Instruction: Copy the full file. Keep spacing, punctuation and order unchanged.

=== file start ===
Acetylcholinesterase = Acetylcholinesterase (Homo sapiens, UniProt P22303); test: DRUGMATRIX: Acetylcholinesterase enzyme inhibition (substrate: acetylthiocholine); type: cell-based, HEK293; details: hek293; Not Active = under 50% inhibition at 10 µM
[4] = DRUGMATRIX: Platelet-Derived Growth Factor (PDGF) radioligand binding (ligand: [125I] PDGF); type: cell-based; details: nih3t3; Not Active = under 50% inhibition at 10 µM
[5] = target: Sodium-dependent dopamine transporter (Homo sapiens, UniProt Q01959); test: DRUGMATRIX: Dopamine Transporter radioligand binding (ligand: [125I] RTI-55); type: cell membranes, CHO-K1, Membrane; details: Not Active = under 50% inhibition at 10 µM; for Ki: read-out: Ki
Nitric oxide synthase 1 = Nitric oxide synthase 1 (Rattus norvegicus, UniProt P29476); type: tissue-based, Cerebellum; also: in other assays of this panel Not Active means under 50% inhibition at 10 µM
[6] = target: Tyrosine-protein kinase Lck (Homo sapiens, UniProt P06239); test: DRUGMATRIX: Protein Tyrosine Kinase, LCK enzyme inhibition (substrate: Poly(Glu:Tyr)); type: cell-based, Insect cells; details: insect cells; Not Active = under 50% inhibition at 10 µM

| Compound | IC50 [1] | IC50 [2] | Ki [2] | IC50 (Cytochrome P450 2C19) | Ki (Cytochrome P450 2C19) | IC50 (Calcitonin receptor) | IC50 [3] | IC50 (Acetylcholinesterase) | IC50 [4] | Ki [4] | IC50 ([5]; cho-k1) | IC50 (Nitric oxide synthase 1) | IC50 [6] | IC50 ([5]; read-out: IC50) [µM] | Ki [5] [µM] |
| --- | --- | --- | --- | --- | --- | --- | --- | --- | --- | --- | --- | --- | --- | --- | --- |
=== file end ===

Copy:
Acetylcholinesterase = Acetylcholinesterase (Homo sapiens, UniProt P22303); test: DRUGMATRIX: Acetylcholinesterase enzyme inhibition (substrate: acetylthiocholine); type: cell-based, HEK293; details: hek293; Not Active = under 50% inhibition at 10 µM
[4] = DRUGMATRIX: Platelet-Derived Growth Factor (PDGF) radioligand binding (ligand: [125I] PDGF); type: cell-based; details: nih3t3; Not Active = under 50% inhibition at 10 µM
[5] = target: Sodium-dependent dopamine transporter (Homo sapiens, UniProt Q01959); test: DRUGMATRIX: Dopamine Transporter radioligand binding (ligand: [125I] RTI-55); type: cell membranes, CHO-K1, Membrane; details: Not Active = under 50% inhibition at 10 µM; for Ki: read-out: Ki
Nitric oxide synthase 1 = Nitric oxide synthase 1 (Rattus norvegicus, UniProt P29476); type: tissue-based, Cerebellum; also: in other assays of this panel Not Active means under 50% inhibition at 10 µM
[6] = target: Tyrosine-protein kinase Lck (Homo sapiens, UniProt P06239); test: DRUGMATRIX: Protein Tyrosine Kinase, LCK enzyme inhibition (substrate: Poly(Glu:Tyr)); type: cell-based, Insect cells; details: insect cells; Not Active = under 50% inhibition at 10 µM

| Compound | IC50 [1] | IC50 [2] | Ki [2] | IC50 (Cytochrome P450 2C19) | Ki (Cytochrome P450 2C19) | IC50 (Calcitonin receptor) | IC50 [3] | IC50 (Acetylcholinesterase) | IC50 [4] | Ki [4] | IC50 ([5]; cho-k1) | IC50 (Nitric oxide synthase 1) | IC50 [6] | IC50 ([5]; read-out: IC50) [µM] | Ki [5] [µM] |
| --- | --- | --- | --- | --- | --- | --- | --- | --- | --- | --- | --- | --- | --- | --- | --- |